As of print, there have been 82 school shootings since I started my freshman year at Jeff High, all of these resulting in injury and death. But my opinion doesn’t matter?

Students are faced with anxieties and fears that our lives will be potentially cut short, in a place where we are supposed to prepare for a life full of longevity and prosperity.

Betsy DeVos, the United States Secretary of Education, has been known for her Christian belief, although she has kept quiet since her nomination. In a 2001 interview, though, she offered a glimpse into her convictions.

“Our desire,” she claimed, “is to confront the culture in ways that will continue to advance God’s kingdom.”

Isn’t this, by definition, unconstitutional?

DeVos is known for her support of private and Christian/Catholic education, supporting President Donald Trump’s call to fund families moving away from “our failing government schools” into their choice of charter or private school.

Why would the country’s Secretary of Education be focused on moving families out of government schools, instead of improving them? Is it because they cannot teach their religious agenda in public schools?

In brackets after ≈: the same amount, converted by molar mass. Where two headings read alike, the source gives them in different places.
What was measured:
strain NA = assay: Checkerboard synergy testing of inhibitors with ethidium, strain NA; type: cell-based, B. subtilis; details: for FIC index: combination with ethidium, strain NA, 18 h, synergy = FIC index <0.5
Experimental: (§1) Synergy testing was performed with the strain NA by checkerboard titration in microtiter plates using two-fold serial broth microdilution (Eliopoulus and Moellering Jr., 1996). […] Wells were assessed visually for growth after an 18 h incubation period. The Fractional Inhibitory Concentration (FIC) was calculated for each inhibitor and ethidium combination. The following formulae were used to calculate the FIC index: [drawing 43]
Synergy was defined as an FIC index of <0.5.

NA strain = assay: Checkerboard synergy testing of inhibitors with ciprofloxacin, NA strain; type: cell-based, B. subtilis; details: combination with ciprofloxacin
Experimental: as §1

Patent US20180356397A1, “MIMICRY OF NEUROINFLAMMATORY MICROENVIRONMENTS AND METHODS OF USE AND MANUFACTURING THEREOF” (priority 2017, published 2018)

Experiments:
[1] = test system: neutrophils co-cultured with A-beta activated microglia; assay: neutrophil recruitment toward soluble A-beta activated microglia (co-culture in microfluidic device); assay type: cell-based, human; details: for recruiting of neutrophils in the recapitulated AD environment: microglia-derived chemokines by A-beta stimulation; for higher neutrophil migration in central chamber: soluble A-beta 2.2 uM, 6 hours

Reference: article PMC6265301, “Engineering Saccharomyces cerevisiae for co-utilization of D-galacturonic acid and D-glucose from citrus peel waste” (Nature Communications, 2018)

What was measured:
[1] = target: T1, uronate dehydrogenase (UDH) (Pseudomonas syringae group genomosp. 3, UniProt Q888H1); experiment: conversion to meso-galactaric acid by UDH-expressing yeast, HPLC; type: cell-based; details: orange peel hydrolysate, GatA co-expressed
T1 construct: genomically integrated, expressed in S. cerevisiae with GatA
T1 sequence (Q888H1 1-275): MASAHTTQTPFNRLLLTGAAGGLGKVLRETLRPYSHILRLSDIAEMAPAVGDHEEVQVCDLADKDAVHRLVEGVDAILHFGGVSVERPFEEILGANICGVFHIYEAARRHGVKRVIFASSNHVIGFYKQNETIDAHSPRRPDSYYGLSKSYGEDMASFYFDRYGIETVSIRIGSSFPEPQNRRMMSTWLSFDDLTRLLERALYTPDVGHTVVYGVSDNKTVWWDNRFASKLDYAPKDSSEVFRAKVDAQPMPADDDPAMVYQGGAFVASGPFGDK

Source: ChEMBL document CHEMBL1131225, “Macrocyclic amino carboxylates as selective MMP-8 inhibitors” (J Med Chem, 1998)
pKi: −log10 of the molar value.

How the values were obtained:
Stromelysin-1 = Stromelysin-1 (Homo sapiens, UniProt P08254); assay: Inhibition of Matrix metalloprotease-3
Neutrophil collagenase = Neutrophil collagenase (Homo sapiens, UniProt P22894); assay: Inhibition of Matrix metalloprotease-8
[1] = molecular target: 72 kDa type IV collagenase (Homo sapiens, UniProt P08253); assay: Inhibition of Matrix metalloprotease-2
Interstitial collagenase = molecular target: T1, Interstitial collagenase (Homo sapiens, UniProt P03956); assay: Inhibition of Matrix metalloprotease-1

Public schools are not a place to push ideologies, whether they be religious, political or economic. Schools are supposed to be a place for us students to prosper and find ourselves — find our ways of thinking and ways of doing things in a manner that we so please. If I had listened to all of the principles that were pushed upon me, I would not be the activist and opinionated person that I am today.

It’s not just ‘liberals’ or ‘left-wing’ people who believe in teaching students in a way that they can learn for themselves. Most students that I have polled, from all walks of life, want to learn for themselves.

Junior Chris Sosa believes that, “If the government is funding families going into private schools, that’s wrong. They should be focusing on bettering our public schools, because not everyone is going to choose to go to a private school.

“It’s a bias within our government towards those who don’t follow the religion that they do,” Sosa continued.

In this time of societal divy of how to fix this nationwide dilemma of violence, does the answer really lie within amending the Constitution?

Tully and Treat’s High School Help

What is it like to grow up as a female in today’s society?

Chloe’s Answer:

Being a girl in general is not easy, but being a teenage girl is even harder. It feels like there’s a constant expectation that has to be met: look this way, feel that way.

When I started high school, I was always comparing myself to other girls, and sometimes I still do. If you live your life trying to be like someone else, nothing will ever feel right.

Our high school years are some of the hardest mentally, too.